I’m a big fan of people offering their apologies for when they have done something wrong.
In fact, I apologize that you have somehow come across this post and started reading it.
I’ve written about this before (Why Is It So Hard for Some People to Admit They Are Wrong), and in that post included a clip that I will always remember from Happy Days:
Not being willing to apologize or admit wrongdoing was perhaps the biggest problem I had with former President Trump.
So I was happy to see that Dan Ariely addresses this issue in an email he received from a reader this week:
I run an Etsy business. A few weeks ago I made some mistakes and sent several long-term customers the wrong items. What should I do to keep their business and earn back their trust? —Adrien
And here was Dan’s reply:
Running a small business is challenging, and mistakes will happen from time to time. Fortunately, a well-executed apology and stellar follow-up service can help. In a 2019 study on the “economics of apologies,” researchers looked at a large set of vendors and over a million of their customers and came away with four main insights about effective apologies.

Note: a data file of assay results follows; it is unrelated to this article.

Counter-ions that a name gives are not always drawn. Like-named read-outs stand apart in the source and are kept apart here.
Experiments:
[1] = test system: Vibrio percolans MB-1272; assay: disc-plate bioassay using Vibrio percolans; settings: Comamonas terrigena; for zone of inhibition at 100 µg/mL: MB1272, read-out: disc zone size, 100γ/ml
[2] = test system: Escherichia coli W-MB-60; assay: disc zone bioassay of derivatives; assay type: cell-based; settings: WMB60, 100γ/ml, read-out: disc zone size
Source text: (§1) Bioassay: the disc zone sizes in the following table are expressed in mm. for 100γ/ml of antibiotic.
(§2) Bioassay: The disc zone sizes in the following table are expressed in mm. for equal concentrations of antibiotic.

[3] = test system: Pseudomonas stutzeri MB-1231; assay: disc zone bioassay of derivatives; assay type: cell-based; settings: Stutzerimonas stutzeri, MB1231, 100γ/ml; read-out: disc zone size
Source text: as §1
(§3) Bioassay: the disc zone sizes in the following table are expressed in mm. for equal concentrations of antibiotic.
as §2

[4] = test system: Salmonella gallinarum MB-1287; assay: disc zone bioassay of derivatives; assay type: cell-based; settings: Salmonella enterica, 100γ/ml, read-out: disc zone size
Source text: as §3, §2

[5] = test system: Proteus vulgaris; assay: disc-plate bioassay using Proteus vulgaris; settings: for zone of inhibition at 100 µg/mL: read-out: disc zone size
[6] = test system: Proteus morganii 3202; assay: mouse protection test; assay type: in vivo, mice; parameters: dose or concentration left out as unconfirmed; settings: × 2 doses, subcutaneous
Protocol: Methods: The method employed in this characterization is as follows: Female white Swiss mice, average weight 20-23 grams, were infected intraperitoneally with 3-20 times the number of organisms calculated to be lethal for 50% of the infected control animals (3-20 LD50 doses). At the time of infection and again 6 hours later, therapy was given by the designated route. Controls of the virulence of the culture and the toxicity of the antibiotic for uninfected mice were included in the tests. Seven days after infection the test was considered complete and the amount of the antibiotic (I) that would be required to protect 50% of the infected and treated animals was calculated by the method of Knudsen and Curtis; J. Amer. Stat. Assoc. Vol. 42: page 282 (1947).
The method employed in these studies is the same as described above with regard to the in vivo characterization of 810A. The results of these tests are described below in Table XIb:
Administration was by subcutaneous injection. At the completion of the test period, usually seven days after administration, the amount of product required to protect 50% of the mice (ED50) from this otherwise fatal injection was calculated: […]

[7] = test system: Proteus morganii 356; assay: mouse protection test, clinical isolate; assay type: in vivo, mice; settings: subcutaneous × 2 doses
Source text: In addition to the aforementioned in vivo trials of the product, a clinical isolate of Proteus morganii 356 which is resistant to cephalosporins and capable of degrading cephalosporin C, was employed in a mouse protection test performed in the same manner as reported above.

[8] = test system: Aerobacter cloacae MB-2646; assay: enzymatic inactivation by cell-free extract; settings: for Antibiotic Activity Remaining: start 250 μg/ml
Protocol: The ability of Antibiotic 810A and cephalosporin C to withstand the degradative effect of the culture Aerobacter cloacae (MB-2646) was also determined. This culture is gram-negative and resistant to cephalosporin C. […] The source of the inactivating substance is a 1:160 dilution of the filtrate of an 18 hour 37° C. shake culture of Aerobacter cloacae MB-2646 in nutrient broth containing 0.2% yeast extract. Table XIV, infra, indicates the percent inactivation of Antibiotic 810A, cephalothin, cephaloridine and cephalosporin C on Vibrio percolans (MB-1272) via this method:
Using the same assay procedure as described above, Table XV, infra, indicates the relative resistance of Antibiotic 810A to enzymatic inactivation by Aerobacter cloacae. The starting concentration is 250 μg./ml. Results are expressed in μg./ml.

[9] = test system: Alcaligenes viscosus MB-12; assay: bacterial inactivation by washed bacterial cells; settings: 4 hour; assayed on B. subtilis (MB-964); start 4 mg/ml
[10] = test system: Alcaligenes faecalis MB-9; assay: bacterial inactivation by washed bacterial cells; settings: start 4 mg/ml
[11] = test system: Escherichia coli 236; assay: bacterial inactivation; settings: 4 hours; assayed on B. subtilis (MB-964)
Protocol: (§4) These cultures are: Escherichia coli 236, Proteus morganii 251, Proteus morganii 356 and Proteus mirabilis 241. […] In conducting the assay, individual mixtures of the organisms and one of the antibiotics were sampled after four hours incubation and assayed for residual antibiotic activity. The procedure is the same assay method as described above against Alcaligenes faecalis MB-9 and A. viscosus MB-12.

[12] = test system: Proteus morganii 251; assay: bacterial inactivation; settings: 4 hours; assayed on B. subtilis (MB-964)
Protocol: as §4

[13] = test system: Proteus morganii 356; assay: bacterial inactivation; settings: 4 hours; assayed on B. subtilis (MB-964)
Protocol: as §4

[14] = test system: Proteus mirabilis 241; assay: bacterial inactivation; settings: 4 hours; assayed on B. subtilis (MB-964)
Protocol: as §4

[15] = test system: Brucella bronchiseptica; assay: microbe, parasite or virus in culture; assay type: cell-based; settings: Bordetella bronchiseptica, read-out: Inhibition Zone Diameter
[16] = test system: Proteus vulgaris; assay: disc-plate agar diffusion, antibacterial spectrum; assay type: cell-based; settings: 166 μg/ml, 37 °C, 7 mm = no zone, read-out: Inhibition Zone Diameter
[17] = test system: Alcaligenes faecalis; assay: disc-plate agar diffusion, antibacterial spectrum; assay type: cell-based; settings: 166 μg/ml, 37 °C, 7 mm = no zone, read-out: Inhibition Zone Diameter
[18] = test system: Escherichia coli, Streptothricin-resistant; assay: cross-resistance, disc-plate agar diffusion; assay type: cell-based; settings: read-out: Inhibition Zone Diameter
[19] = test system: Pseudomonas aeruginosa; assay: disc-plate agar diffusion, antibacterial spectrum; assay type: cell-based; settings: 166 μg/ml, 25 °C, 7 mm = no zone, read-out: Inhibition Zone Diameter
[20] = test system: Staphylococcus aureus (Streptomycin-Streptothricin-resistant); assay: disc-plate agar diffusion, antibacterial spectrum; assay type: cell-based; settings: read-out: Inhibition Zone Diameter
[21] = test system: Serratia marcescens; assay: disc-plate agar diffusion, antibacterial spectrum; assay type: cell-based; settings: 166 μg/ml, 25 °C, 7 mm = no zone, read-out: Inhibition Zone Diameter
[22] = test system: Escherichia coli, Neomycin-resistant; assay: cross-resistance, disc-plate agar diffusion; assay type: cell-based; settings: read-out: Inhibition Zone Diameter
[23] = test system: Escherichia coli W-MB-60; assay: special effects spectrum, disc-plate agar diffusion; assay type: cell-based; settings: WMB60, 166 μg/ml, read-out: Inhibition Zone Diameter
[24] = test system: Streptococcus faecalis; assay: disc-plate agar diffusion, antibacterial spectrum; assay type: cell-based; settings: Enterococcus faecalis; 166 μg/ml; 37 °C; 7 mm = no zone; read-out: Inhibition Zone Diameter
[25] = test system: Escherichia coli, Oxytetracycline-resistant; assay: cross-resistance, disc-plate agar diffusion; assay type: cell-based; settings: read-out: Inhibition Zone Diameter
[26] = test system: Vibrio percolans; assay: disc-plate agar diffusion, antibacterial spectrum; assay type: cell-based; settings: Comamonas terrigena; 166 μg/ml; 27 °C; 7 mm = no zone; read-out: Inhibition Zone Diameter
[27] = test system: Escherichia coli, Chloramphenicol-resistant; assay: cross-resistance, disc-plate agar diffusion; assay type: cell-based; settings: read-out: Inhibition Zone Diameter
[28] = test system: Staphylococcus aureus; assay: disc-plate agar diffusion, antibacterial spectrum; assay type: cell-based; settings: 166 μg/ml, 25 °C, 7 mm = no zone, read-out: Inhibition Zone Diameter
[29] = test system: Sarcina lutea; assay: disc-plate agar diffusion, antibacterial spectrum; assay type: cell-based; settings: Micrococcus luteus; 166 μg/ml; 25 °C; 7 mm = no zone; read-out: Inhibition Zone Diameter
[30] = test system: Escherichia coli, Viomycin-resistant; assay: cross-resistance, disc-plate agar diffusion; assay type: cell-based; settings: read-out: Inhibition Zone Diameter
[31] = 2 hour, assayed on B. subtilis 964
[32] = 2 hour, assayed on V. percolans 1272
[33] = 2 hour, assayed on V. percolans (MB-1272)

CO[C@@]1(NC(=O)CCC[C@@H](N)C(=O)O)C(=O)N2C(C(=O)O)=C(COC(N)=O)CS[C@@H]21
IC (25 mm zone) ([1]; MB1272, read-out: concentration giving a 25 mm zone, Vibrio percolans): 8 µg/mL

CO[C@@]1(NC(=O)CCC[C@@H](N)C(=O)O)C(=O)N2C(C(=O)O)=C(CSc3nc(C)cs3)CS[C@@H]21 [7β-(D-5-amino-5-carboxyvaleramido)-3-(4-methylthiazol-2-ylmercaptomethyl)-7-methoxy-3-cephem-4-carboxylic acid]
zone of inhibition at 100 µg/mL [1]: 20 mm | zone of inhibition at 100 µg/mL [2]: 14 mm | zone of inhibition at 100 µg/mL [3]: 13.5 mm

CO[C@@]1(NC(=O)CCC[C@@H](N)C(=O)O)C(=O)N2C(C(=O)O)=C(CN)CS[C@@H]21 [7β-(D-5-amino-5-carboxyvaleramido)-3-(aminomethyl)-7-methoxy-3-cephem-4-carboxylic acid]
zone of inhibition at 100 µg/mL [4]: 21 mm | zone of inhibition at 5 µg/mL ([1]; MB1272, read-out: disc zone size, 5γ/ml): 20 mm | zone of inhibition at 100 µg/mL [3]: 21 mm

- First, make sure to recognize the impact of your mistake on your customer: “I know it was disappointing not to have the right gift in time for the holiday.”
- Second, explain what you are doing to make sure it won’t happen again.
- Third, the apology must come at some cost to you. Customers who had a bad experience were more likely to continue their patronage when they were sent a coupon for future purchases.
- Finally, make sure to improve. An apology can actually be worse than no apology at all if the mistake is repeated.
By the way, the same principles are relevant when making a personal apology to friends or family.
So let me try and offer an effective apology to anyone who has read this far into my post:
- First, I know you have much better things to do with your time.
- Second, I am trying to make the titles of my blog extra boring, so as to scare off potential readers. Example: The Downside of a Company Having Too High a Current Ratio
- Third, here is a free coupon that allows you to skip over my blog when using the WordPress Reader:
- Fourth, I will share my stats that hopefully shows my readership going down over the next few weeks.
That’s what an effective apology looks like, so thank you Dan, for setting me straight.
I apologize for having associated your brilliant work on behavioral economics with my ridiculous blather.